You can give to a charity, such as a church, college, or other qualified charitable organization in your will or during your lifetime. It’s important to balance your income needs and the needs of your beneficiaries with the tax benefits of giving now, as well as the ability to enjoy the act of giving during your lifetime.
Before you choose a way to give, it’s important to understand the tax implications of your decisions. Giving as much as you want to charity during your lifetime and after you’re gone may help to reduce federal estate and gift taxes significantly.
Gifts made to charities, specifically, are exempt from gift tax.
Generally speaking, lifetime gifts to charities can result in an income tax deduction for you. But before you make a sizable gift, be sure to seek tax advice. You’re eligible for itemized deductions for charitable contributions up to a certain percentage of your adjusted gross income for cash contributions. Another limit applies for contributions of appreciated securities or property in any one year. You may be able to carry forward amounts that exceed the limit and deduct them over the next five years.
For the latest information about itemized deductions and proposed changes, see Tax changes ahead? in Fidelity Viewpoints®.
Highly appreciated securities may be good candidates to give to charity during your lifetime; in addition to the income tax deduction, you bypass the capital gains tax that would be owed if you cashed them in yourself.
Specialized options for charitable giving
Whether you choose to give during your lifetime or in your will, donor-advised funds are charitable giving programs, generally run by public charities or financial institutions, such as Fidelity. They allow you to give on a basis intended to maximize your income tax situation and help meet the needs of the causes that are meaningful to you.
If you have the means and desire to play an active role in philanthropy, you might also consider establishing a private foundation. Foundation managers retain control over the investment of their foundation assets, as well as which charities will receive grants from the foundation. In addition to charities, foundation grants can be used to support individuals for hardship reasons and even scholarship programs. Along with this flexibility, however, is a significant amount of administration.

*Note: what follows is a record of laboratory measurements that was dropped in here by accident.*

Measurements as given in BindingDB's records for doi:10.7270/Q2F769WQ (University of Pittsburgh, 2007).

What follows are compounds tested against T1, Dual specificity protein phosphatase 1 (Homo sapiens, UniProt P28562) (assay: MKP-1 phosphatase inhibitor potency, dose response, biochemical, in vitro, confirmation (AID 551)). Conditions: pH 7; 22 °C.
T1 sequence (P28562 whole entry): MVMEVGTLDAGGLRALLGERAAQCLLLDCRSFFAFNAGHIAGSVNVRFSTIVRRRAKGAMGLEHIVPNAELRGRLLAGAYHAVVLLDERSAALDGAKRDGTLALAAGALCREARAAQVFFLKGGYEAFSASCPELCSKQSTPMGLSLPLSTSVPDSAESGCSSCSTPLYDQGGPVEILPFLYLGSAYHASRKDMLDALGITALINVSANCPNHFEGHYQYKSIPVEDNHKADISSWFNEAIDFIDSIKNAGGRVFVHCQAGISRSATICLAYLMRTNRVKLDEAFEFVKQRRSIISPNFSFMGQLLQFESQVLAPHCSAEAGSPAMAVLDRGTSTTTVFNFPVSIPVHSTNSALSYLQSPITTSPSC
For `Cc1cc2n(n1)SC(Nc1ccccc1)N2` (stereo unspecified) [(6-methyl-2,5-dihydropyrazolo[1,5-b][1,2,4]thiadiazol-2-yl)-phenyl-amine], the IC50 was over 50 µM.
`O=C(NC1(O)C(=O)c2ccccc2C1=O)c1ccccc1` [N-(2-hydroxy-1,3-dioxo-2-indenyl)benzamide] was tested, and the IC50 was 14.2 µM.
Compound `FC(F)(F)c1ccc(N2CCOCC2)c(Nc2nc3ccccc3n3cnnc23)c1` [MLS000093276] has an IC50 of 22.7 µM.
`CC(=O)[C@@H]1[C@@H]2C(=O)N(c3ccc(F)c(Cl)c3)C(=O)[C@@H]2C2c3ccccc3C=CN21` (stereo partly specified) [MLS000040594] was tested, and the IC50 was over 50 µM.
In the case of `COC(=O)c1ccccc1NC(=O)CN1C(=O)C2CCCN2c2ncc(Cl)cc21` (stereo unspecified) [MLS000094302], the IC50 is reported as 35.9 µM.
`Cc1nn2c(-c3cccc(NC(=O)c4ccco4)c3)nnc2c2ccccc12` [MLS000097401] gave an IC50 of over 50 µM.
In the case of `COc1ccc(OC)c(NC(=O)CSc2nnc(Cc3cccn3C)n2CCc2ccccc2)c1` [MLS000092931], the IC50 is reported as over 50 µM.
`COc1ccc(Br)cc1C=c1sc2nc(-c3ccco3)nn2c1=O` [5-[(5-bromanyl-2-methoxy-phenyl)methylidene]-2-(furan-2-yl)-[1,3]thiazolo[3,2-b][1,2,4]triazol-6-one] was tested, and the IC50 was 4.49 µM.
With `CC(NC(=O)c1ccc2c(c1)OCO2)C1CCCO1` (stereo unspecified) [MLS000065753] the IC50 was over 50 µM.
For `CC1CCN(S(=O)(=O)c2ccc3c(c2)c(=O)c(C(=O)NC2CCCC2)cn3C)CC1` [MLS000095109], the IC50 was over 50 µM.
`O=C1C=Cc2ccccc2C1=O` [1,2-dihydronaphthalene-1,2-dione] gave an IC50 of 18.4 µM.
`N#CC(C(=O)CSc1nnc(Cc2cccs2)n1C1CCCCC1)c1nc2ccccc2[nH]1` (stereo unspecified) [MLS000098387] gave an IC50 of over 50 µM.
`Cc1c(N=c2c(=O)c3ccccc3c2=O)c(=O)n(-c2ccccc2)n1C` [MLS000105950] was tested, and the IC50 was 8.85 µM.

For more information about these options and about making donation of complex assets a “win-win” for both your estate and your favorite charities, see Strategic giving: thinking beyond cash donations in Fidelity Viewpoints®.
Trusts for giving to charity
Charitable lead trusts allow you to make payments to charities during your lifetime. The remainder of the assets go to you, your spouse, or other beneficiaries when you pass away, or at the end of a shorter term of your choosing.
Charitable remainder trusts allow you and/or another beneficiary to receive payments during your lifetime and give a portion of the assets to one or more charities. For example, you could receive income until you pass away, at which time the remainder goes to one or more charities.
A charity can be the beneficiary of a relatively simple revocable trust or irrevocable trust. Other giving strategies using charitable trusts can provide benefits to charity as well as to your family or yourself.
A charitable lead trust lets you provide a payout to a charitable cause during your lifetime (or a term of years) and preserve assets for other beneficiaries, such as children or grandchildren. The value of the remainder gifted to your descendants will be a taxable gift if the trust is funded during your lifetime, or subject to estate tax, if the trust is funded at your death.
If you have substantially appreciated assets (such as real estate or stocks), you can reduce current capital gains tax on the assets by contributing the assets to a charitable remainder trust. You can also give a portion of the current value of your assets to charity, and generate a payout from the trust to yourself or someone else during your lifetime, or for a specific term.
Ensure your beneficiaries are up to date on other assets that have provisions for naming them, including investment and bank accounts with transfer on death (TOD) designations. This is especially important for beneficiaries outside your immediate family, as assets don’t usually go to such beneficiaries by default or outside of the probate process if they are not named properly.
Retirement assets may be good candidates for charitable bequests because they can be among the highest taxed assets in any estate. Leaving your retirement assets to a charity has two distinct advantages:
- Increasing the impact of your bequest. The charity would not have to pay income taxes on your donation when it receives assets from your retirement account.
- Decrease the estate tax burden for your family. Your assets would pass directly to the charitable organization, so your estate would be eligible for a federal estate tax charitable deduction on the account’s value.
As always, make sure your beneficiary designations are up to date; with missing or incorrect designations, your assets may not be distributed as you intend or your charitable beneficiaries may have to wait to take ownership and incur costs due to probate.
The rules for 401(k)s and other qualified retirement plans are similar to those for IRAs. If you are married and you want to designate beneficiaries other than your spouse, you may need written consent from your spouse.
Otherwise, such plans follow roughly the same guidelines for what is taxable, but other features will vary from plan to plan. Contact the plan’s administrator for specific rules governing yours.